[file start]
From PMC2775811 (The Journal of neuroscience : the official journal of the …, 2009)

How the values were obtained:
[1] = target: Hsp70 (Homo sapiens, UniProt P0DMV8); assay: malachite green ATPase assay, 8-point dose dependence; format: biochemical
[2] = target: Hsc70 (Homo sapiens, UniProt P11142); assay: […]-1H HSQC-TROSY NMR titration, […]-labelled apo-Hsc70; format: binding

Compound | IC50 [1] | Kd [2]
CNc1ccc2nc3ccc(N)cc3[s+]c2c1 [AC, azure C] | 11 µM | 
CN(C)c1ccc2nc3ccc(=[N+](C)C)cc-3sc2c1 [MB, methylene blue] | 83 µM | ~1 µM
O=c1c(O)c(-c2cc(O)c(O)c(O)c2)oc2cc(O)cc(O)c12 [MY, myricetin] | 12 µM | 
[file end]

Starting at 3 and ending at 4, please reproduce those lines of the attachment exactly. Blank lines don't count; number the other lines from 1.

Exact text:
[1] = target: Hsp70 (Homo sapiens, UniProt P0DMV8); assay: malachite green ATPase assay, 8-point dose dependence; format: biochemical
[2] = target: Hsc70 (Homo sapiens, UniProt P11142); assay: […]-1H HSQC-TROSY NMR titration, […]-labelled apo-Hsc70; format: binding